The Florida Fish and Wildlife Conservation Commission has signed an agreement with a trash and recycling firm, aimed at reducing human-bear conflicts in Northwest Florida.
The memorandum of understanding with the firm Waste Pro USA comes after FWC in June narrowly voted against holding a bear hunt this year. The black bear population has grown from about 500 in the 1970s, to an estimated 4,300 adult bears today.
“I’m probably not saying anything that the biologists don’t already know, but bears are smart and they’re instinctive creatures,” said FWC Chairman Brian Yablonski. “Their sense of smell, believe it or not, is seven times that of a bloodhound.”
A two-day hunt in 2015, the first in the state in two decades, resulted in 304 bears being killed, some of them no doubt having wandered into residential areas. Yablonski says securing trash is the best way to prevent human-bear interactions.
“There’s easy to get food and there’s hard to get food,” Yablonski said. “And the bear will always go for the easy to get food. Unsecured trash cans to bears are like going to an all-you-can-eat country buffet. It’s all easy and all spread out good for the taking.”
Bear-resistant containers cost more than standard trash and recycling bins. A traditional 95-gallon container costs about $60, while a more durable container with a bear-resistant lid runs around $200. Loyd Childree is with Waste Pro.
“I’ve come to realize just how important it is for us to secure everyday garbage,” said Loyd Childree with Waste Pro’s office in Panama City.
FWC has secured $825,000 from the Legislature to help pay for the bear-proof containers. But if local governments refuse to match the funds, residents and business owners may be stuck with the tab for the containers. Childree, whose kids love the outdoors, says the containers are a vital safety measure in some parts of Florida.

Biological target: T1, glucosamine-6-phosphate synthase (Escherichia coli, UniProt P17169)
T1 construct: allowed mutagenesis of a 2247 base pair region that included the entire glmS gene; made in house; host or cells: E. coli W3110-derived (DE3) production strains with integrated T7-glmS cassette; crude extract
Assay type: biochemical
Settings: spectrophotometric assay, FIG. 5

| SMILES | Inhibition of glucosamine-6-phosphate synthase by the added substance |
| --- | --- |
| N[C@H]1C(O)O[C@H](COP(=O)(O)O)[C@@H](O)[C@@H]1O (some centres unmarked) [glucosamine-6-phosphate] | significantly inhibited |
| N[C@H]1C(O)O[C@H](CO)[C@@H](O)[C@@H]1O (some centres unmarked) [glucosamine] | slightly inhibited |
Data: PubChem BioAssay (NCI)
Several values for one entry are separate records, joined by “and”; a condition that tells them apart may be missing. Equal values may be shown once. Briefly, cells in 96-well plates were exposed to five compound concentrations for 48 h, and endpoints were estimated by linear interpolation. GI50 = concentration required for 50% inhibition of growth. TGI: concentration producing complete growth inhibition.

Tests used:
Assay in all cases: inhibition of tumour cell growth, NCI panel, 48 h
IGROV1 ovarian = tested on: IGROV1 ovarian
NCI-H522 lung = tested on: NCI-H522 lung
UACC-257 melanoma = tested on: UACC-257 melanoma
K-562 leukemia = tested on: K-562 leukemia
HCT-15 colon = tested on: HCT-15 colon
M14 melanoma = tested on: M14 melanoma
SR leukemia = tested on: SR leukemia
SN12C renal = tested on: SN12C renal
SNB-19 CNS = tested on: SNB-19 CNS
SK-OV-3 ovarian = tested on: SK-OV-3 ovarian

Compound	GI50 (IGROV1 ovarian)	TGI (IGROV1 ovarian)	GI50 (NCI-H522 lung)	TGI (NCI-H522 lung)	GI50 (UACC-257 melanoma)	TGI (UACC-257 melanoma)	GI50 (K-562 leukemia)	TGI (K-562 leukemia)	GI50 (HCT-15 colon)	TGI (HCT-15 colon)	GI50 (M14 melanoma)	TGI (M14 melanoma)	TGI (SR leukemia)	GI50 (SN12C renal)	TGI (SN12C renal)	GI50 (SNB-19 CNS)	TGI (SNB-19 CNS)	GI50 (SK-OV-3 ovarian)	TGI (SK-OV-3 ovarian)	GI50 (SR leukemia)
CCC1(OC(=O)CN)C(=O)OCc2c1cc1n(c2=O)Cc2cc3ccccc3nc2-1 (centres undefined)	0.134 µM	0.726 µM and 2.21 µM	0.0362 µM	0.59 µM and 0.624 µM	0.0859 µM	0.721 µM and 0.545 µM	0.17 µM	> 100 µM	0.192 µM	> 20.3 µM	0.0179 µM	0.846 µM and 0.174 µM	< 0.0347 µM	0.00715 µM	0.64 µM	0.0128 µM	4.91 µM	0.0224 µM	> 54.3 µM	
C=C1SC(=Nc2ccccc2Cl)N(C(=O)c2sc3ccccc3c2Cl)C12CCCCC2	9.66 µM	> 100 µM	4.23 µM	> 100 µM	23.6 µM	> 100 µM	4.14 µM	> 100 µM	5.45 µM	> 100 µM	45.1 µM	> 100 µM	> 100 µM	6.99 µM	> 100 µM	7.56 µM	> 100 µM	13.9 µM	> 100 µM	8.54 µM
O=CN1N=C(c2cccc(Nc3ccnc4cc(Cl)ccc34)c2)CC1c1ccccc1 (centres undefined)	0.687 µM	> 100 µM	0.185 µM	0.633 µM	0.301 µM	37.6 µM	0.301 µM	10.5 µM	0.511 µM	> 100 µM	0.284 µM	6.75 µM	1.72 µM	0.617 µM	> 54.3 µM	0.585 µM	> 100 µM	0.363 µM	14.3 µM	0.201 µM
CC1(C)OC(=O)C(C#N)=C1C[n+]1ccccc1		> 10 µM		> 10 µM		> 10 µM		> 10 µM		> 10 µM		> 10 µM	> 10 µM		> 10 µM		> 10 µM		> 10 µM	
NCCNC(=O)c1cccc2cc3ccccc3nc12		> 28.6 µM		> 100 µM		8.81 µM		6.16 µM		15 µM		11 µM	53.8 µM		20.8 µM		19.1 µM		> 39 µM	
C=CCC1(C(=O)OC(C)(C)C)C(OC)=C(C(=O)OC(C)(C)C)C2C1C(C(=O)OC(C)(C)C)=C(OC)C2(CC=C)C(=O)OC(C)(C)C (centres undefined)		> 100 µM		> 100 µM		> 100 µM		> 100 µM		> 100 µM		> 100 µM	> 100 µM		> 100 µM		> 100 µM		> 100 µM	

“For me, it was very personal; for Waste Pro it just makes good sense to partner with FWC in this venture,” Childree said. “Hopefully moving forward, we’ll get some more of the waste providers on board and be able to keep all of our bear encounters to a minimum.”
While black bears normally are too shy to risk contact with humans, Becca Nelson at Fish and Wildlife says if they’re hungry they’re not above raiding garbage cans. She reminds everyone of a sad but true adage: “A fed bear is a dead bear.”
“Do not feed black bears,” said Nelson. “Once bears become habituated to gaining that food access into your neighborhood, they’re going to gradually lose their fear of people. If you’re kind of close to them you want to scare them away. Make loud noises to get them to retreat, and definitely secure your attractants so they won’t return.”
Bear-proofing a residence is fairly straightforward, and usually begins with an evaluation of the property. But FWC’s Becca Nelson says don’t stop with the containers.
“Put away bird feeders; [bears] would be attracted to those as well,” said Nelson. “Also you want to make sure that if you have pets around, keep them secure, and keep an eye on them when they’re out in the yard. Make sure you’re doing those things in order to prevent the bears from coming back.”
Other tips: keep outside doors closed and locked when not in use. Round door knobs are harder for bears to manipulate than flat or lever-style handles. And never leave food or anything scented inside your vehicle.
More information can be found at www.myfwc.com/bear.